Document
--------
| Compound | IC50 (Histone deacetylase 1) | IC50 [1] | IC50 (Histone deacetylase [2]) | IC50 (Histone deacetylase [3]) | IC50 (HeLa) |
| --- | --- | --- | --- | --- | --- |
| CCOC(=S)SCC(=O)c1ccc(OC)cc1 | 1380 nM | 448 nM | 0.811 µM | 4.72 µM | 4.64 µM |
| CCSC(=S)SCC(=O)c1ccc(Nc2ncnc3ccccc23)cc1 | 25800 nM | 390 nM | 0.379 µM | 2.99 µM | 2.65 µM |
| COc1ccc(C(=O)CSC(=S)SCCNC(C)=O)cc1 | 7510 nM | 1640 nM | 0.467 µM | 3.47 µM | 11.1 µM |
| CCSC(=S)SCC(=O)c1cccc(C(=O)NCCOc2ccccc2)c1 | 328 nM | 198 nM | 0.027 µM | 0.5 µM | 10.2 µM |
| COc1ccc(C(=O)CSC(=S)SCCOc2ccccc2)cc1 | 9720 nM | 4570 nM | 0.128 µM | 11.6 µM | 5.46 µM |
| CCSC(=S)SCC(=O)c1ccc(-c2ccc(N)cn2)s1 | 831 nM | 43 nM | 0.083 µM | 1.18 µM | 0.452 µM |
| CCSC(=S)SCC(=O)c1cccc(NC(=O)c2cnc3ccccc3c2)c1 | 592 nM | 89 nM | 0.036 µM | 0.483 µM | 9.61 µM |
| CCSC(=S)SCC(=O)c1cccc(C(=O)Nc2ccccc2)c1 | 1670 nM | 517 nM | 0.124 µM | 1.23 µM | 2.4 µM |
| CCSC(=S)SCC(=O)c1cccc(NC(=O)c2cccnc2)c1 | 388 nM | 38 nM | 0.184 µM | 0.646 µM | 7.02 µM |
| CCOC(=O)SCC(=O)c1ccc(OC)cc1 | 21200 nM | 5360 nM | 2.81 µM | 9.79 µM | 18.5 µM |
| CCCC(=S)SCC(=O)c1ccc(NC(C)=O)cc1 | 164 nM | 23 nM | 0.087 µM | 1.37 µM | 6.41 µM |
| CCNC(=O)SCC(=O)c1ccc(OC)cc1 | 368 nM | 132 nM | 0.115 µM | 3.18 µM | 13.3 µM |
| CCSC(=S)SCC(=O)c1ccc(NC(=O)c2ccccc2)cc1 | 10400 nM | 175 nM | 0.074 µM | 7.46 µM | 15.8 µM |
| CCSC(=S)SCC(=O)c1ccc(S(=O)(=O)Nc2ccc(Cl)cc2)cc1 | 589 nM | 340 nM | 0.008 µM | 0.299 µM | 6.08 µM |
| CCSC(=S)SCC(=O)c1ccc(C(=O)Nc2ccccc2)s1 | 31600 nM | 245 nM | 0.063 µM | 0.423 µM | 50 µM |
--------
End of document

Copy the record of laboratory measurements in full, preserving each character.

| Compound | IC50 (Histone deacetylase 1) | IC50 [1] | IC50 (Histone deacetylase [2]) | IC50 (Histone deacetylase [3]) | IC50 (HeLa) |
| --- | --- | --- | --- | --- | --- |
| CCOC(=S)SCC(=O)c1ccc(OC)cc1 | 1380 nM | 448 nM | 0.811 µM | 4.72 µM | 4.64 µM |
| CCSC(=S)SCC(=O)c1ccc(Nc2ncnc3ccccc23)cc1 | 25800 nM | 390 nM | 0.379 µM | 2.99 µM | 2.65 µM |
| COc1ccc(C(=O)CSC(=S)SCCNC(C)=O)cc1 | 7510 nM | 1640 nM | 0.467 µM | 3.47 µM | 11.1 µM |
| CCSC(=S)SCC(=O)c1cccc(C(=O)NCCOc2ccccc2)c1 | 328 nM | 198 nM | 0.027 µM | 0.5 µM | 10.2 µM |
| COc1ccc(C(=O)CSC(=S)SCCOc2ccccc2)cc1 | 9720 nM | 4570 nM | 0.128 µM | 11.6 µM | 5.46 µM |
| CCSC(=S)SCC(=O)c1ccc(-c2ccc(N)cn2)s1 | 831 nM | 43 nM | 0.083 µM | 1.18 µM | 0.452 µM |
| CCSC(=S)SCC(=O)c1cccc(NC(=O)c2cnc3ccccc3c2)c1 | 592 nM | 89 nM | 0.036 µM | 0.483 µM | 9.61 µM |
| CCSC(=S)SCC(=O)c1cccc(C(=O)Nc2ccccc2)c1 | 1670 nM | 517 nM | 0.124 µM | 1.23 µM | 2.4 µM |
| CCSC(=S)SCC(=O)c1cccc(NC(=O)c2cccnc2)c1 | 388 nM | 38 nM | 0.184 µM | 0.646 µM | 7.02 µM |
| CCOC(=O)SCC(=O)c1ccc(OC)cc1 | 21200 nM | 5360 nM | 2.81 µM | 9.79 µM | 18.5 µM |
| CCCC(=S)SCC(=O)c1ccc(NC(C)=O)cc1 | 164 nM | 23 nM | 0.087 µM | 1.37 µM | 6.41 µM |
| CCNC(=O)SCC(=O)c1ccc(OC)cc1 | 368 nM | 132 nM | 0.115 µM | 3.18 µM | 13.3 µM |
| CCSC(=S)SCC(=O)c1ccc(NC(=O)c2ccccc2)cc1 | 10400 nM | 175 nM | 0.074 µM | 7.46 µM | 15.8 µM |
| CCSC(=S)SCC(=O)c1ccc(S(=O)(=O)Nc2ccc(Cl)cc2)cc1 | 589 nM | 340 nM | 0.008 µM | 0.299 µM | 6.08 µM |
| CCSC(=S)SCC(=O)c1ccc(C(=O)Nc2ccccc2)s1 | 31600 nM | 245 nM | 0.063 µM | 0.423 µM | 50 µM |